Plan(et) 9 from outer space: What the still-hypothetical planet might look like

Earlier this year, we covered the cutting-edge work of astronomers and researchers working to demonstrate the existence of a ninth planet far beyond Neptune or the dwarf planet Pluto. Thus far, there’s no direct visual evidence for such a world, but the mathematical models that Konstantin Batygin and Mike Brown used to demonstrate its likely existence are being taken seriously.

Fresh research published by Christoph Mordasini and Ph.D. student Esther Linder at the University of Bern, suggests that Planet Nine is probably a smaller version of an ice giant like Uranus or Neptune.

High school science classes in the United States tend to lump the planets of the solar system into two groups: Rocky worlds (Mercury, Venus, Earth, Mars) and the gas giants (Jupiter, Saturn, Uranus, Neptune). While this is accurate, it obscures the significant differences between Jupiter and Saturn, which are composed almost entirely of hydrogen and helium, while both Uranus and Neptune contain significant amounts of methane, ammonia, and water ice. The last two planets in the solar system also contain significant amounts of rocky material, though the distribution and state of this material isn’t entirely known. Uranus, for example, might be missing part of its core after a collision with an Earth-sized protoplanet knocked it over on to its side, where it remains to this day.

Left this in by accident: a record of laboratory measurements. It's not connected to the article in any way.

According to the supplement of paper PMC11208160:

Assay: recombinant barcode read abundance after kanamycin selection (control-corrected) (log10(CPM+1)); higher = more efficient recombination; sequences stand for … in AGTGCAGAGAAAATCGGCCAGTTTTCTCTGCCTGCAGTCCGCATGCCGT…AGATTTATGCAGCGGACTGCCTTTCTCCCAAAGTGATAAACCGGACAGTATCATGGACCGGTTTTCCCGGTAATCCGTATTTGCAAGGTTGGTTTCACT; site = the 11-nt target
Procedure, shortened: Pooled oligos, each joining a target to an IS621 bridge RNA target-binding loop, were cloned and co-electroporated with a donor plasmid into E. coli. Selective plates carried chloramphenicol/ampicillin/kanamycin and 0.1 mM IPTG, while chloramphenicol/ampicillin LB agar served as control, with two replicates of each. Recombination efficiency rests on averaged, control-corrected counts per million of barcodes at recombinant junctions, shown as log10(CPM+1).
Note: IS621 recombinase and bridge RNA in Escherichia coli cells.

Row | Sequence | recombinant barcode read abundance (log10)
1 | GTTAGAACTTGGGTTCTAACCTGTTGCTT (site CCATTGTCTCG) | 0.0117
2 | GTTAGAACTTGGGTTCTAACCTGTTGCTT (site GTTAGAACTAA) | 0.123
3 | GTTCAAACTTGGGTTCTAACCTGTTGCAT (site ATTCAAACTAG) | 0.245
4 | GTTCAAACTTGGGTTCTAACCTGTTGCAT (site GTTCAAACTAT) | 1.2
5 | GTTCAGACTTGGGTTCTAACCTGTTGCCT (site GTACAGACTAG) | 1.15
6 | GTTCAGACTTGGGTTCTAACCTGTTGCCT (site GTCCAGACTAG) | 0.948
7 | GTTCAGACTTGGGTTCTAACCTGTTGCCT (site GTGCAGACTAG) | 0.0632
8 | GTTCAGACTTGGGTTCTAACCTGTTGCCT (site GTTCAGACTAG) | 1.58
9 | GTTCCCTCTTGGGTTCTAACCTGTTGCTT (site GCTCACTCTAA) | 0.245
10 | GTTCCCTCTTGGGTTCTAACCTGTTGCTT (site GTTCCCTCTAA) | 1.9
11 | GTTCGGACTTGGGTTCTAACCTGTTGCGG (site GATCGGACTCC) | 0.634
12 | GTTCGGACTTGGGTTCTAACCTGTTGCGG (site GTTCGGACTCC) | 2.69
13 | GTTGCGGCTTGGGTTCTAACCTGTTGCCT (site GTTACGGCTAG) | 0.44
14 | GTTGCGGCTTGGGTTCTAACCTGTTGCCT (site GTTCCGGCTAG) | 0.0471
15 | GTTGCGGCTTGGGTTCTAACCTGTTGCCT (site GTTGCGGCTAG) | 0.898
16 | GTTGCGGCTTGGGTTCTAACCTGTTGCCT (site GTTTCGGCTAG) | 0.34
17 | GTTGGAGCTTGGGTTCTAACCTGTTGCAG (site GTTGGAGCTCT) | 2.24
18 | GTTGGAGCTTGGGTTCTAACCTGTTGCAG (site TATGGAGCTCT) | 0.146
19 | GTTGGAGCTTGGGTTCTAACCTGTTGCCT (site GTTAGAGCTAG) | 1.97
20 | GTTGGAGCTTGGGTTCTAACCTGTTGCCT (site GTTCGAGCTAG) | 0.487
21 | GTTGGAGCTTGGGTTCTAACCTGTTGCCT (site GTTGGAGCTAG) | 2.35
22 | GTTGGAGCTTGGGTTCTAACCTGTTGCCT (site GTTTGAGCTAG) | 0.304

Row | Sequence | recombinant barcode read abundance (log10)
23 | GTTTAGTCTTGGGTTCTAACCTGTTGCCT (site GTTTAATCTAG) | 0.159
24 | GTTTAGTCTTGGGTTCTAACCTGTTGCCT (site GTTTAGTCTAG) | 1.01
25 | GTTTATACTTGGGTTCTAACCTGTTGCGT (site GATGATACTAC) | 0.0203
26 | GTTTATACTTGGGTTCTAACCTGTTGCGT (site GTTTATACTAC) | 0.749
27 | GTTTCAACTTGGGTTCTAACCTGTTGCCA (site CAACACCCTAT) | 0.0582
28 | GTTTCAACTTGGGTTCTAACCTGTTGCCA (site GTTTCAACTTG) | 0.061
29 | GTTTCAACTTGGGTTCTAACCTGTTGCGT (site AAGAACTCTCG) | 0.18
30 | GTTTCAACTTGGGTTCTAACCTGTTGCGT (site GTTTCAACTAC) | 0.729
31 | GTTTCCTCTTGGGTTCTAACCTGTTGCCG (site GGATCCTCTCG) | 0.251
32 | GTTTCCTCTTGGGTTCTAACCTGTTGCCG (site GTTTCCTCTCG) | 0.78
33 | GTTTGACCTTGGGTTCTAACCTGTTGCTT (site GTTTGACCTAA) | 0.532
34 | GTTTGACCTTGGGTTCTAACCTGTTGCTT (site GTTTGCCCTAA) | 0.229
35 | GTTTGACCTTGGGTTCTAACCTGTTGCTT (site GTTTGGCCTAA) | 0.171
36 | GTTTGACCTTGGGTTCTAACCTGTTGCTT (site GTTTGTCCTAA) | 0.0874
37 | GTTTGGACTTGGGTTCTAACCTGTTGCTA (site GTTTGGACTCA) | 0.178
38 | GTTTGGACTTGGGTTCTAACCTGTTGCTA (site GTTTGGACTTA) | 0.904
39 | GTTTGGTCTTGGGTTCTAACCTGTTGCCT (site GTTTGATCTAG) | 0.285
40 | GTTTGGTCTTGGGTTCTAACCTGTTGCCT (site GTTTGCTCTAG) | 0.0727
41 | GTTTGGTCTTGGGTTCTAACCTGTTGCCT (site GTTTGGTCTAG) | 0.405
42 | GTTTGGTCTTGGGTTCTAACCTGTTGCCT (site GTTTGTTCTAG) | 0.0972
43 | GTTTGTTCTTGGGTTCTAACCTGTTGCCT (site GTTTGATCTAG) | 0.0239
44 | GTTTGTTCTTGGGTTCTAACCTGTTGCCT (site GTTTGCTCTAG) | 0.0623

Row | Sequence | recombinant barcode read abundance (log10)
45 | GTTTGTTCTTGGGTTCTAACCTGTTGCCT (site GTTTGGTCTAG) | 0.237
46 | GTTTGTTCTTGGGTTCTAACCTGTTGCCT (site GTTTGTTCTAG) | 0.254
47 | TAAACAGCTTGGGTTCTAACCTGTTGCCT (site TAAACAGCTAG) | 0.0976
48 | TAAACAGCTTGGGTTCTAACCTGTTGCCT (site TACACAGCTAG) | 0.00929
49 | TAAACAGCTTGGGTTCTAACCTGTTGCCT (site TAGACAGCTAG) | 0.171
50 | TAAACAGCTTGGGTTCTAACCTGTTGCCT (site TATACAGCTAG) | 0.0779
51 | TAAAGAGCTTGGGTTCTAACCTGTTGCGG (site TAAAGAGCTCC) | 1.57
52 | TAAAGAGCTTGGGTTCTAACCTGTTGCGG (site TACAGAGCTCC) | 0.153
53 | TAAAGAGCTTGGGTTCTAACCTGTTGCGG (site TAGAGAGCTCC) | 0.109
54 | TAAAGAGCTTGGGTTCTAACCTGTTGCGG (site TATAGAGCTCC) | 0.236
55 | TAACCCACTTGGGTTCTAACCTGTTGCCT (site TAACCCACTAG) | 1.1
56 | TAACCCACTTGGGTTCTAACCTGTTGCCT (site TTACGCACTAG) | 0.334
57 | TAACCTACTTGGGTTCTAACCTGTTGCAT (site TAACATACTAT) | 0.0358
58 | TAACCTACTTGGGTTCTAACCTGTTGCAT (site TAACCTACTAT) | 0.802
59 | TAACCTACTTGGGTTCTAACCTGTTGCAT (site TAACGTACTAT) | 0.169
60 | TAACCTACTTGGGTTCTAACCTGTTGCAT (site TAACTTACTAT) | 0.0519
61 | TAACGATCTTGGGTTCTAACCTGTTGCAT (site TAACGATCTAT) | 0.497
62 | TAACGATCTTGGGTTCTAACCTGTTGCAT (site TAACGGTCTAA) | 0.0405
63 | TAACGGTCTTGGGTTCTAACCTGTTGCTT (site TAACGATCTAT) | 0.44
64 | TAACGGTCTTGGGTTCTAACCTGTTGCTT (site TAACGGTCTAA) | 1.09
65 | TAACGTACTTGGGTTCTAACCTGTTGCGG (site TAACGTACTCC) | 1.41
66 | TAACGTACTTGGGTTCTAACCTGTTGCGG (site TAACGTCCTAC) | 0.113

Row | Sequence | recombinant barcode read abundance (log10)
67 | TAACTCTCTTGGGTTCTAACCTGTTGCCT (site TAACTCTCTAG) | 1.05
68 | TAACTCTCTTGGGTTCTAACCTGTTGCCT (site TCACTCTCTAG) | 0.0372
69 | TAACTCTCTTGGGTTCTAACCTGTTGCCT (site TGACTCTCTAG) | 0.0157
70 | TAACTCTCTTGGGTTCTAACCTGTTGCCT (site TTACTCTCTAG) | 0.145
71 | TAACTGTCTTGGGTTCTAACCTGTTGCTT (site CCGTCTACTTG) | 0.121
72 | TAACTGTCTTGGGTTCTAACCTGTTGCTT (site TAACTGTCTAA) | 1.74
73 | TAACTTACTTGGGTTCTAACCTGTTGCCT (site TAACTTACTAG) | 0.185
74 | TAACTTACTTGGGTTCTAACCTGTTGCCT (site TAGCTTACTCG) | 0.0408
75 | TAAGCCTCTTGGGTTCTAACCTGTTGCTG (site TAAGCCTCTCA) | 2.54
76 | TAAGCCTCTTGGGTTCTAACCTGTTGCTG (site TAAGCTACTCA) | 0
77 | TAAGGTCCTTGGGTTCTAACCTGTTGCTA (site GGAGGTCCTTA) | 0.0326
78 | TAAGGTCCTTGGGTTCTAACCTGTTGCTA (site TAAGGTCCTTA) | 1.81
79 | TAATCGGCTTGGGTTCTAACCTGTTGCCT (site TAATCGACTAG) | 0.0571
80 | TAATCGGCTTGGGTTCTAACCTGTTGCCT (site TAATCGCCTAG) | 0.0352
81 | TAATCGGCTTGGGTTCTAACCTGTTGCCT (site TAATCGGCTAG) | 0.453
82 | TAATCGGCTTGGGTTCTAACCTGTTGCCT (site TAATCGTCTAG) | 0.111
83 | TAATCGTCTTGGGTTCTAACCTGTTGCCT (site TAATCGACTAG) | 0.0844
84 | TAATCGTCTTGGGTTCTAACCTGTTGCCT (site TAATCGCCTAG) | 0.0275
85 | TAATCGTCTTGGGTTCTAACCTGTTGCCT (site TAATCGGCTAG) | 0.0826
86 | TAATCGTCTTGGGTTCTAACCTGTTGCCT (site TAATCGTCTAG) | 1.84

The scientists at the University of Bern calculated that the planet would be approximately 10 Earth masses, smaller than either Uranus or Neptune, with an estimated temperature of -226C or 47K. Planet Nine’s hypothetical orbit is far enough from the sun that the vast majority of its energy would be provided by its own planetary core. Planets generate heat through three mechanisms — residual energy from the planet’s formation, heat generated as heavy metals continue to sink to the center of the planet, and heat generated by the decay of radiological elements. Because the hypothetical Planet 9 only receives a fraction of its energy from the sun, it might be easier to pick up in the infrared band as an emissive object rather than looking for the light it reflects via a traditional telescope.

The Bern team didn’t just predict the size and composition of the hypothetical Planet 9 — they also examined the capabilities of past local searches for planets and asteroids to determine whether these efforts had a reasonable chance of finding the theorized ice giant. In their opinion, existing surveys and telescopes haven’t been powerful enough to detect Planet 9, particularly if its currently at aphelion (the point of its orbit furthest from the sun). The upcoming Large Synoptic Survey Telescope (LSST) under construction in Chile should be capable of detecting whether Planet 9 actually exists or not. First light for the LSST is currently expected in 2019.

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